Commercial Litigation and Arbitration

Admissibility of Blog Posts — Caselaw Split

From QVC, Inc. v. Your Vitamins, Inc., 2010 U.S. Dist. LEXIS 76073 (D. Del. July 27, 2010):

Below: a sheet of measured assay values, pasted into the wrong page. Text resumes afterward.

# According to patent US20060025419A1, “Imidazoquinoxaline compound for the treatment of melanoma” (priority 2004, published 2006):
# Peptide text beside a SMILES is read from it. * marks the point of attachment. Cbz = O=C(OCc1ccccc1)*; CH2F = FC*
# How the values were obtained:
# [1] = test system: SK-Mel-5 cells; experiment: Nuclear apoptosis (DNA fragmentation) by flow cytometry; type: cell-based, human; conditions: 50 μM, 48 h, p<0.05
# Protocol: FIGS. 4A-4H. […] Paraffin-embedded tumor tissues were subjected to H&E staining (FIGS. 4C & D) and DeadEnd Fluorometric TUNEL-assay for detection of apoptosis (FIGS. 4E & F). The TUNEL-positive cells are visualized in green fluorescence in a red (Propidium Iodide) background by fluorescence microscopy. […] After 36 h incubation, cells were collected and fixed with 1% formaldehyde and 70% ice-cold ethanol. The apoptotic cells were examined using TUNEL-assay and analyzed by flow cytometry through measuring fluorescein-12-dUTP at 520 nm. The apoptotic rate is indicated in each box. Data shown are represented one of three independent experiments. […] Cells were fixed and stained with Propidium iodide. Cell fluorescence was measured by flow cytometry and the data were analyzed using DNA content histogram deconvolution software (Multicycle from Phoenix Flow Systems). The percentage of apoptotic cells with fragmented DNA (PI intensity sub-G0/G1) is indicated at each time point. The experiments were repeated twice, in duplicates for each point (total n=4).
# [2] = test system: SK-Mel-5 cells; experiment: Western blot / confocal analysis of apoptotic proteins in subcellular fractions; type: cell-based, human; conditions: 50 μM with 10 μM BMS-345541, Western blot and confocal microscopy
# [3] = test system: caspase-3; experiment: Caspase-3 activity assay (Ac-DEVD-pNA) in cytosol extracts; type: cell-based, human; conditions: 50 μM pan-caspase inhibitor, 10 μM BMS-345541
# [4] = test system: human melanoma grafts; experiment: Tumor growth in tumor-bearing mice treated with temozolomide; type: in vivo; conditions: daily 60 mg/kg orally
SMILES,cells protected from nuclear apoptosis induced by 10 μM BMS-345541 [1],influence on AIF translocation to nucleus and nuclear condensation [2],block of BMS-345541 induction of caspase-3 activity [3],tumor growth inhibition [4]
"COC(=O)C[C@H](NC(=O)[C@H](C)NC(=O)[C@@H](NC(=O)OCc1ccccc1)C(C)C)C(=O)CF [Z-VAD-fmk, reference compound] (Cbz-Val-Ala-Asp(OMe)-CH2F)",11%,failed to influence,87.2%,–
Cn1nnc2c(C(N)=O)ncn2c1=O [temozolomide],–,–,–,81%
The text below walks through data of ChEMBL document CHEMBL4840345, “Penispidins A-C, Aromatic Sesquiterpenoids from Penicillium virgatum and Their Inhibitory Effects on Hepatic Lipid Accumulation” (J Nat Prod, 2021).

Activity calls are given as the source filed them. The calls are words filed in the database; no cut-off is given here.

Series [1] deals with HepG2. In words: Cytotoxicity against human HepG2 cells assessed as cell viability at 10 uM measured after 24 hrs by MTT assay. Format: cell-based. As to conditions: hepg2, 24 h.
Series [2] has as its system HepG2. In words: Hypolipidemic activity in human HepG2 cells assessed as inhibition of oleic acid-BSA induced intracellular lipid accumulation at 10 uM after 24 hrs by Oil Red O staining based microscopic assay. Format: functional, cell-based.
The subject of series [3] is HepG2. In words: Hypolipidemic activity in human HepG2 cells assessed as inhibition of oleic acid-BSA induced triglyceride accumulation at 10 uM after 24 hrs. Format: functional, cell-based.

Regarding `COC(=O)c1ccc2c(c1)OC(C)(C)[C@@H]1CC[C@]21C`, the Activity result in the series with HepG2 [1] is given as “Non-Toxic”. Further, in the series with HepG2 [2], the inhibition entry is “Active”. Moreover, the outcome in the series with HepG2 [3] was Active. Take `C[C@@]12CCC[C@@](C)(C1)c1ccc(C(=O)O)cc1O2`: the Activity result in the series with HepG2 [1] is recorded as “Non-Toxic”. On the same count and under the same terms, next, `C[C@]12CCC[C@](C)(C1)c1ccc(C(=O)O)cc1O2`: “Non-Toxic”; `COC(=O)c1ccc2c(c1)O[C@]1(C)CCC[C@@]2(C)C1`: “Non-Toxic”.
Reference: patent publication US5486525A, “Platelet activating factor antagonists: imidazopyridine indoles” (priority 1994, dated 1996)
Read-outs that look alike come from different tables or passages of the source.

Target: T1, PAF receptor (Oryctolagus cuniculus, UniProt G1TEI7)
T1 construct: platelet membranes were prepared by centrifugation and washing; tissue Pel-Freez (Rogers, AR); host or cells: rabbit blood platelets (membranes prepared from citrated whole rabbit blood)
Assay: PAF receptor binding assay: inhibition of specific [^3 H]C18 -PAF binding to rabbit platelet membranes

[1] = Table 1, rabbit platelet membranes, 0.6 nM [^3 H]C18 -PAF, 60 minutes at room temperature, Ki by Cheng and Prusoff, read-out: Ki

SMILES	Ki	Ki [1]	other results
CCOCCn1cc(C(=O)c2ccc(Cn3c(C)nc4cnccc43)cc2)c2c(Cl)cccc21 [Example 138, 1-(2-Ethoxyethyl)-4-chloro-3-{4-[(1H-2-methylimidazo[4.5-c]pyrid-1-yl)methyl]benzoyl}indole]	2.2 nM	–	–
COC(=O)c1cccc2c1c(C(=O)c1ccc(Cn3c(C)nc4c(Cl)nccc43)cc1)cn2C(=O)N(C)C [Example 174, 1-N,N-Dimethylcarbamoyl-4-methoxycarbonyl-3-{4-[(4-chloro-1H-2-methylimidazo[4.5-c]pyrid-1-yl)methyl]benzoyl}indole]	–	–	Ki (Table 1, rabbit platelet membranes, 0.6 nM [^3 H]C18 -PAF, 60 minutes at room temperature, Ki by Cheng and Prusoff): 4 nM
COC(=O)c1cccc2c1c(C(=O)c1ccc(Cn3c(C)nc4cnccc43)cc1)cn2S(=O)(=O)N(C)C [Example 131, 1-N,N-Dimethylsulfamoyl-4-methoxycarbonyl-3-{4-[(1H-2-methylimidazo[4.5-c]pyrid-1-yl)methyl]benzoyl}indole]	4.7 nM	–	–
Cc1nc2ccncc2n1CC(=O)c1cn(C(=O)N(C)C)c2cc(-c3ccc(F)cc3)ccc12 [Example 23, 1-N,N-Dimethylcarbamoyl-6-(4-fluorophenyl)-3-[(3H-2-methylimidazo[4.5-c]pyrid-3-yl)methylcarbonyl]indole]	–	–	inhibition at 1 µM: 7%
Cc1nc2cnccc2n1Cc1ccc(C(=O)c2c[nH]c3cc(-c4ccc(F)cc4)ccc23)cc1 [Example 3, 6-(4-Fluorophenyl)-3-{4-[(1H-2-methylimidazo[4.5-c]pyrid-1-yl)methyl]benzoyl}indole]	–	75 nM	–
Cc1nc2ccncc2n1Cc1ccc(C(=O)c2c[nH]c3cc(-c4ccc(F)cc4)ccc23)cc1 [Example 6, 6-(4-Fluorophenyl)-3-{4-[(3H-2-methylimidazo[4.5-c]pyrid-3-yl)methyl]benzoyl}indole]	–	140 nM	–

[Footnote 19] The court need not definitively determine, therefore, whether blog posts should be deemed relevant and credible evidence (generally and, in this context, as evidence of consumer confusion) — an issue of first impression for this court. Blog posts such as those in this case may be more reliable than broad-based surveys, insofar as they represent direct feedback from consumers specifically interested in the product(s) at issue, although concerns regarding such posts' authenticity are not ill-founded. Courts have reached differing conclusions on the issue. Compare Blue Bell Creameries, L.P. v. Denali Co., LLC, Civ. No. 99-594, 2008 WL 2965655 at *5 & n.4 (S.D. Tex. July 31, 2008) (declining to admit blog entries as evidence of actual consumer confusion in a trademark infringement case stating that they "lack[ed] sufficient indicia of reliability" and "[n]othing is known about the persons who made the entries, about whether they are related in any way to either party or whether they are describing true events and impressions"); with Volkswagen AG v. Verdier Microbus and Camper, Inc., Civ. No. 09-231, 2009 WL 928130 at *4 (N.D. Cal. Apr. 3, 2009) (allowing internet postings and blogs "suggest[ing] that consumers believe the Verdier vehicle is a [Volkswagen] product" as evidence weighing in favor of actual consumer confusion). See also, gen., Victaulic Co. v. Tieman, 499 F.3d 227, 236 (3d Cir. 2007) (web pages must be authenticated before they can be admitted pursuant to Federal Rule of Evidence 902).

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